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Find the directory where docker-compose was launched


(Ajnouri) #1

I often start docker-compose in a directory and after a long hours and even days, it happens that I accidently close terminals or change directory and as a consequence, I couldn’t find the direcory from which I originally started docker-compose and cannot properly shutdown the compose containers.

In this case I just stop the containers one-by-one and delete them.

Any hint to find from what directory a docker-compose was launched?

(Goffinf) #2

Going to need a bit more information for anyone to help you. Let’s star with …

What OS ?
How was Docker and docker-compose installed ?
Are you running docker-compose as a binary from a command-prompt or as a container ?

Look back at you question and think, would anyone be able to answer my question knowing nothing about my execution context and only from the information I have provided. Help us to help you !

(Ajnouri) #3

Thanks @goffinf for your reply.

How docker-compose was installed:

$ sudo curl -L$(uname -s)-$(uname -m) -o /usr/local/bin/docker-compose

$ sudo chmod +x /usr/local/bin/docker-compose

$ docker-compose --version
docker-compose version 1.20.1, build 5d8c71b


$ which docker-compose 

$ lsb_release -a
Distributor ID:	Debian
Description:	Debian GNU/Linux 8.9 (jessie)
Release:	8.9
Codename:	jessie

$ uname -a
Linux gns3-iouvm 3.16.0-4-amd64 #1 SMP Debian 3.16.43-2+deb8u2 (2017-06-26) x86_64 GNU/Linux

I didn’t estimate additional inf. useful because I thought this is inherent to docker-compose and I was looking for eventual known workaround or a command option to tell from what directory docker-compose was launched (independently of OS and context).

It looks like docker-compose reads only the local directory for docker-compose.yml to start, list and tear down the containers in the file.

(Goffinf) #4

Right so docker-compose was installed in /usr/local/bin, so just stick that on your path

(Jonyeezs) #5

I think he meant where was the compose file in executed the command from.

I guess maybe just do a ls | grep *compose.yml.

Also sometimes the container name is pre fixed with the folder name.

Apologize if that command doesn’t work. My bash knowledge isn’t first-class

(Francisco de Jesús Orozco Ruiz) #6

I couldn’t find a simple a posteriori method to find the docker-composer launching directory, but you could create a wrapper script to register that operation in a log stored in a known location. As an example, lets make an script in /usr/local/bin/ as follows:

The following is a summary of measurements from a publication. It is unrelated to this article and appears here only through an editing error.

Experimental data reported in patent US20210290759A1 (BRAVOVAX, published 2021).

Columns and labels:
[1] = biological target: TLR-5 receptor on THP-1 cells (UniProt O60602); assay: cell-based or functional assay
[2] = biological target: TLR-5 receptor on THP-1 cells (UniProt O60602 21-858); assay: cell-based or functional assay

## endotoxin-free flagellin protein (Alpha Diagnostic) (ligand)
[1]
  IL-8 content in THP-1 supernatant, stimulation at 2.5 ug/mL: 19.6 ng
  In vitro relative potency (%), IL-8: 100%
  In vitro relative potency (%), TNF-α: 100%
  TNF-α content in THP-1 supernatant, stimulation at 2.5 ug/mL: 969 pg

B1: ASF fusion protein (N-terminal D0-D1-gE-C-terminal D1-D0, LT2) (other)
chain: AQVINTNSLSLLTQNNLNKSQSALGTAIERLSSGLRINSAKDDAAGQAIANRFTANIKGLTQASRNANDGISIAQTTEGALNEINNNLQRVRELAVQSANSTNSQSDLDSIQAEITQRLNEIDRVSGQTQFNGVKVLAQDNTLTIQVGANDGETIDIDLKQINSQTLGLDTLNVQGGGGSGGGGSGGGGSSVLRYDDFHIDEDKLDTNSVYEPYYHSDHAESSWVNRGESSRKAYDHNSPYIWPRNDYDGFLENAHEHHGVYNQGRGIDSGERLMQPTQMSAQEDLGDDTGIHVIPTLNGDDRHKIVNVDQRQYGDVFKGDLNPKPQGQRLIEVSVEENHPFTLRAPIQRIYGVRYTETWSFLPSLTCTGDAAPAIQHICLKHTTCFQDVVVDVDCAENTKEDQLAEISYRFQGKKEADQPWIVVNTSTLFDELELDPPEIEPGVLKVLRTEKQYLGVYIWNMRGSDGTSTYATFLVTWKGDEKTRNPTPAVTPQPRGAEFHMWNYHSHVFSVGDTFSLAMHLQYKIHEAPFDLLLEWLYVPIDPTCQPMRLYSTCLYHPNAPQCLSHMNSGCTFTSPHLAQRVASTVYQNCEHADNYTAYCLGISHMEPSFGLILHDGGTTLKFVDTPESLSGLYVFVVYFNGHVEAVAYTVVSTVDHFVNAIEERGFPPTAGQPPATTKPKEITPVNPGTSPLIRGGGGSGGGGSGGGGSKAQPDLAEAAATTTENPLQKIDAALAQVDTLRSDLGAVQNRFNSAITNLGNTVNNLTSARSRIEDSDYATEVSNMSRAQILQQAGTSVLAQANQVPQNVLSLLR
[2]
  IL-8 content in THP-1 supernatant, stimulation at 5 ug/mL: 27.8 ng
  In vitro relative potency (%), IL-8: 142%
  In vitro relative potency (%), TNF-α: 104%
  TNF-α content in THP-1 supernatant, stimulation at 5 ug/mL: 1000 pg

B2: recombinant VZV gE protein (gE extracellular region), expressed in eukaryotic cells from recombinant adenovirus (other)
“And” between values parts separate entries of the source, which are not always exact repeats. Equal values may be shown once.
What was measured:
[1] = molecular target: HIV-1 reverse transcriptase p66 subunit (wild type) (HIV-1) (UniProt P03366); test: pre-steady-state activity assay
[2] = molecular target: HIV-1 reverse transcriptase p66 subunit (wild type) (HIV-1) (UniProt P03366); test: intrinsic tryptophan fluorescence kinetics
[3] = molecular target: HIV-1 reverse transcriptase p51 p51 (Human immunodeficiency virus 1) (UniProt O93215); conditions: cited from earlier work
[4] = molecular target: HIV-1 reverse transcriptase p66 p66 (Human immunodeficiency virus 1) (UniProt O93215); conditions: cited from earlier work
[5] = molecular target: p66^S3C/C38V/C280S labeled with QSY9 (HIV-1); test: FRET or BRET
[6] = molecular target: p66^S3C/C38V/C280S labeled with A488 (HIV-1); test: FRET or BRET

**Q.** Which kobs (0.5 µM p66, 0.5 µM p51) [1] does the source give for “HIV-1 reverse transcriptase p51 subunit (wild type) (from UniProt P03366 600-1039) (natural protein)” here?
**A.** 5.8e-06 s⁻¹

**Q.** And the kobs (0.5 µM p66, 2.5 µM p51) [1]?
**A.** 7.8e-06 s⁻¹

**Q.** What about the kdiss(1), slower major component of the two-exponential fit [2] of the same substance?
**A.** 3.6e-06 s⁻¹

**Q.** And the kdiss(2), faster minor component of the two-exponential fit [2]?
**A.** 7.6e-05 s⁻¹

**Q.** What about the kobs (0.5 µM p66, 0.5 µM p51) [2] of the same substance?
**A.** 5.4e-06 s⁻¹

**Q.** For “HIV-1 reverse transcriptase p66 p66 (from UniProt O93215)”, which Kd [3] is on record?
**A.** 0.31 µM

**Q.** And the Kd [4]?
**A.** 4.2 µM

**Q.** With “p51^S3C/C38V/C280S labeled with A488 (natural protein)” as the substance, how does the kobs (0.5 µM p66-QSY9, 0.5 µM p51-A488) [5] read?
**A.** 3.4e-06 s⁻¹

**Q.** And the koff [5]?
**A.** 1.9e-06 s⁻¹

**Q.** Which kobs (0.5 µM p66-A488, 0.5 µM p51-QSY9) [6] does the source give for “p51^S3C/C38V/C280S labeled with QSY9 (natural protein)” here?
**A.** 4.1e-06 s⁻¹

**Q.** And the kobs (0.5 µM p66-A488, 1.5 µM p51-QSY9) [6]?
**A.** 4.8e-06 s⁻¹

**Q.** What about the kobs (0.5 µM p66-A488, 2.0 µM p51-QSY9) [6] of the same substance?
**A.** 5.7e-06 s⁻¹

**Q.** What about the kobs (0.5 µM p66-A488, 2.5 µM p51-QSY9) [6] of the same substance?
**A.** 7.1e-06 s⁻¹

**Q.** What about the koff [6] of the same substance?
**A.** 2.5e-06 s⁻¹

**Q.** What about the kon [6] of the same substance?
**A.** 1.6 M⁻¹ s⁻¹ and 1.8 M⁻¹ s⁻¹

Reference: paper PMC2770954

# register docker-compose commands and where they were launched.
NOW=$(date '+%F %T')
echo "$NOW  Directory: $DIR" >> $LOG
echo "$NOW  Command: docker-compose $*" >> $LOG
docker-compose $*

#-- end --#

Don’t forget to chmod a+rx /usr/local/bin/ to allow execution of the script. As the script is in a directory in the $PATH variable can be called from anywhere, so you could say

cd /projects/myproject2
dkcompose up

And the script will store the following in the LOG file before calling docker-compose:

2018-05-05 14:18:23 Directory: /projects/myproyect2
2018-05-05 14:18:23 Command: docker-compose up

Using the script in this way you will log any docker-compose command and when and where it was executed.

PORTABILITY: If you use a distinct shell from Bash, change the first line to identify your shell and $(command) expressions with backticks: `command`. If you cannot put the script in a global directory in the $PATH, put it in your home directory, apply the chmod a+rx to it and then call it directly from anywhere with:

cd /projects/myproject2
/home/ajnouri/ up

(John Rofrano) #7

I agree with @jonyeezs suggestion. By default, docker-compose names the containers <directory_name>_<container_name>_#. You should be able to determine the directory name from that.

For example: if you launched docker-compose in a directory called xzy-project that had a container named webapp, the running container returned from docker ps would be named xzy-project_webapp_1. The only questions is how many directories called xzy-project are on your system? (but that should narrow it down)


(Ajnouri) #8

Thanks a lot @ssfjor.
That’s a good idea of script.